The U.S. Navy Wants a Fleet for Drone Warships. But There Is a Problem.
Large amounts of new drones are being added to the fleet so quickly that some members of Congress are asking the services to expand the duration and scope of testing and combat preparation for many new platforms.
Large amounts of new drones are being added to the fleet so quickly that some members of Congress are asking the services to expand the duration and scope of testing and combat preparation for many new platforms. This is a concern looked at by many officials, including the House Armed Services Committee. Rep. Rob Whitman (R-VA) is the ranking member on the HASC Subcommittee on Seapower and Projection Forces.
In an interview, he told The National Interest, “So the question is, you know, what’s the concept of operations and is it realistic to expect these levels of completely autonomous operation? Or would it be better for them to start off as lightly manned vessels? Figure out what they do well, or what they don’t do, what are the shortcomings, and then go through the operational concepts with the fleet, with the combatant commanders and figure out, how do they work?”
For example, the Navy is making rapid progress with a range of unmanned maritime warfare systems, including the now well underway Medium and Large Unmanned Surface Vehicles. These large drone ships are expected to conduct command and control of large groups of smaller drones, hunt submarines, conduct ballistic missile defense missions and even fire weapons when directed by a human.
“What’s, what’s our operational plan? Are we going to use warships as unmanned vessels?” Wittman asked.
Wittman discussed drone development and autonomy in the context of suggesting that the Navy return to the concept of engineering a carrier-launched strike drone, such as the previously cancelled Unmanned Carrier Launched Surveillance and Strike (UCLASS) drone. In order to favor the chances for innovations such as this, which are truly ground-breaking, Wittman and other members of Congress are calling for extensive training and assessment procedures for emerging systems, to ensure they are aligned with the right operational concepts and in position to add tremendous value to the force.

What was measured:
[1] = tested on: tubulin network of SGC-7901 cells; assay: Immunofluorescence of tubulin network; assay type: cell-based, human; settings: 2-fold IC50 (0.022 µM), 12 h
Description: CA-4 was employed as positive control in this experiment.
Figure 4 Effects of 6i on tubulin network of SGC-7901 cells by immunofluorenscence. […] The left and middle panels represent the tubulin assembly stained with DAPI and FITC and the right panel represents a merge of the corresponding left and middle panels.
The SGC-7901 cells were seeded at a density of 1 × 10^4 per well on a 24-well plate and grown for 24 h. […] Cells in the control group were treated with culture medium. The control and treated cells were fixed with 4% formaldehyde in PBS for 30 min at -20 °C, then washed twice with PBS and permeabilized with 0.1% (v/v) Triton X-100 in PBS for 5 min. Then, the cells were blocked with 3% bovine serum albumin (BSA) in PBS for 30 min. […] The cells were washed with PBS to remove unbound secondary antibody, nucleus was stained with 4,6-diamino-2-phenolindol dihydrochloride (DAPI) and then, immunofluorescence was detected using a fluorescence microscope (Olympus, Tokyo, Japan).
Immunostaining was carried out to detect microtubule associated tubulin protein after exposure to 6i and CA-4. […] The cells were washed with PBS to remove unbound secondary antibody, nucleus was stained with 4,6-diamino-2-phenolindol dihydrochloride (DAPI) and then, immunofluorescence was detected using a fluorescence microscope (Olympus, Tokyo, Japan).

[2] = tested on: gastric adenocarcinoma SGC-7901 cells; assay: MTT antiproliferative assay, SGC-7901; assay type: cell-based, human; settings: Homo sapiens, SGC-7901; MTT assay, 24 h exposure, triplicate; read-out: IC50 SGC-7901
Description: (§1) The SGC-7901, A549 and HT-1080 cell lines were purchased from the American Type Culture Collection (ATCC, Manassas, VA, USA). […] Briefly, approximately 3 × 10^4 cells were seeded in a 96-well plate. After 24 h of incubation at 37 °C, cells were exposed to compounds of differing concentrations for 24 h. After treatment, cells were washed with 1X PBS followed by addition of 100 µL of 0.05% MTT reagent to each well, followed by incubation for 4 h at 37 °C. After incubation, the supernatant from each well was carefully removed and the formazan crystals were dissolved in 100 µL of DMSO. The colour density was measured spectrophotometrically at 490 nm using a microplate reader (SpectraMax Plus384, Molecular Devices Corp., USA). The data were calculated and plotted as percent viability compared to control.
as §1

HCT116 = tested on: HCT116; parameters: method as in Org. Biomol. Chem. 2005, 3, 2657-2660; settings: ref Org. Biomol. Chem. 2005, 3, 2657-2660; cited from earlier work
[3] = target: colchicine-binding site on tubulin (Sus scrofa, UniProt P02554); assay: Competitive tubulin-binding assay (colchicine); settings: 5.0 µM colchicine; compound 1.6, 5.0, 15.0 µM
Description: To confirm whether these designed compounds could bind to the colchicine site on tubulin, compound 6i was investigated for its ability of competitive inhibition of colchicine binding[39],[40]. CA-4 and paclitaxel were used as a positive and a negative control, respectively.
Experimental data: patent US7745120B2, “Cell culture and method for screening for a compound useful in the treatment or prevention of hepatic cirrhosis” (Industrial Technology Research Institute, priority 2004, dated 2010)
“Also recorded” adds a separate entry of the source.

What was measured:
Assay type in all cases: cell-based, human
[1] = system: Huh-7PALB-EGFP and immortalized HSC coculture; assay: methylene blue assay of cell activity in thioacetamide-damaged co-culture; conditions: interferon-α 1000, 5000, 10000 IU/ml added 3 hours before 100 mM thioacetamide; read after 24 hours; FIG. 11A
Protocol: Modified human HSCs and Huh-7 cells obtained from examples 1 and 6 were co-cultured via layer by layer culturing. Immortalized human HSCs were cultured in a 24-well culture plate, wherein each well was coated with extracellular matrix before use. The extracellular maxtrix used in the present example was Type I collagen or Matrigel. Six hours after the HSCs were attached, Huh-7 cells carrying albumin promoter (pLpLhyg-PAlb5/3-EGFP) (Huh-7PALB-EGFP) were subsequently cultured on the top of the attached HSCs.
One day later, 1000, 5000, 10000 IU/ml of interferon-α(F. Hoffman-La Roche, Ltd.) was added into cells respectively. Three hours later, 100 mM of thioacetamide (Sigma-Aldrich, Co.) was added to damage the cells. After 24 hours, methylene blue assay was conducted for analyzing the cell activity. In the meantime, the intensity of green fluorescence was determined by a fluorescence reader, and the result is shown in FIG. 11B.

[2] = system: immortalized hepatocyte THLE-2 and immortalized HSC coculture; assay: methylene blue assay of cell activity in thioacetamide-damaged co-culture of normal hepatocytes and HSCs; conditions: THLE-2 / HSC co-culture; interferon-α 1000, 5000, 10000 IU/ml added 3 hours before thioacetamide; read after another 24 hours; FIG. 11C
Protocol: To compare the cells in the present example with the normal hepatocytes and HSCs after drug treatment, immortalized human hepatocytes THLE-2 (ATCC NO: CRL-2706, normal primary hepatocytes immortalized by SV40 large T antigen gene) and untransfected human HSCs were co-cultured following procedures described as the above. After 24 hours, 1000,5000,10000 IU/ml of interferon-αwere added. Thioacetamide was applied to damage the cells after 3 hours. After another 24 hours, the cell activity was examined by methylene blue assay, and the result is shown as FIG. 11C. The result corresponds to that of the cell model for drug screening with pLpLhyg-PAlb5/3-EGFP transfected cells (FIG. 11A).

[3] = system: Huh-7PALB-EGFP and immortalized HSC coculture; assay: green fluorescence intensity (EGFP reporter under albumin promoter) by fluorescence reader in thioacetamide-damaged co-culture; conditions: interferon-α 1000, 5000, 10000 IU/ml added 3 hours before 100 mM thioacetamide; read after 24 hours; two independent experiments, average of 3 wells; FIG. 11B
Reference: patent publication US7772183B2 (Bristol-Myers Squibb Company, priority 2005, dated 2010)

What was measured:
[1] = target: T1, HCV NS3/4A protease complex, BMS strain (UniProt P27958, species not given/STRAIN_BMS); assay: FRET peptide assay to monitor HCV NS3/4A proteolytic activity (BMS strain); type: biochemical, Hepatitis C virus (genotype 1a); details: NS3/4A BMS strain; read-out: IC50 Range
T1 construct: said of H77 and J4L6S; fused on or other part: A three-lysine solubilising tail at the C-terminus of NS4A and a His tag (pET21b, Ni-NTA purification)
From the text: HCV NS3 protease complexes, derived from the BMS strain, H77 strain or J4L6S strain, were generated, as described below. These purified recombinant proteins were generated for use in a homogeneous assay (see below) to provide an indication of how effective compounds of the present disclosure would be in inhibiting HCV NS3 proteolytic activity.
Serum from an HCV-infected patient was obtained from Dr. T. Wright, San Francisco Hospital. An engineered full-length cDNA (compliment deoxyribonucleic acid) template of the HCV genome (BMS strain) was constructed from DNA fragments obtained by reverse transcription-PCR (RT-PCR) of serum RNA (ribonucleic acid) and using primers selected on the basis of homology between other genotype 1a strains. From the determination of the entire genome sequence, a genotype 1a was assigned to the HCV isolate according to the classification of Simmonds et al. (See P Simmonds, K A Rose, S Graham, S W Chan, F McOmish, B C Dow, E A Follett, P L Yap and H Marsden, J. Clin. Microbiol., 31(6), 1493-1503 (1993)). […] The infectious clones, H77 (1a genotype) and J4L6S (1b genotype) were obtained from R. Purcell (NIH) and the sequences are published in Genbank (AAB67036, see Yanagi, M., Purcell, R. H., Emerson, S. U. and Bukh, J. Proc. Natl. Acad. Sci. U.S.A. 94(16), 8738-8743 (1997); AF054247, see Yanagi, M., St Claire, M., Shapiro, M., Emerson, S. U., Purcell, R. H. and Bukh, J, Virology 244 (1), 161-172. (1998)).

“But what we want to avoid is what we went through with some other platforms where we rushed out and said … ‘okay, this is everything’ and then find out ‘No, no, that doesn’t quite get it.’ So I think I think service branches are starting to see that, and are starting to go down a different path and how they develop, test and deploy these platforms,” Wittman said.
In order to reduce the likelihood that drone programs may fail, Wittman and Navy leaders routinely suggest that emerging platforms need to be put to the test with operational forces.
“We have lots of great concepts about unmanned platforms, but we really haven’t put them to the true test. You want to take real platforms, and put them in the hands of our sailors and Marines. They will know what works, probably better than the folks up the chain at the Pentagon,” Wittman said.
For example, it is perhaps only through extensive testing and operational analysis that developers might discover some of the significant limitations of any given system, Wittman said.
Kris Osborn is the defense editor for the National Interest. Osborn previously served at the Pentagon as a Highly Qualified Expert with the Office of the Assistant Secretary of the Army—Acquisition, Logistics & Technology. Osborn has also worked as an anchor and on-air military specialist at national TV networks. He has appeared as a guest military expert on Fox News, MSNBC, The Military Channel, and The History Channel. He also has a Master’s Degree in Comparative Literature from Columbia University.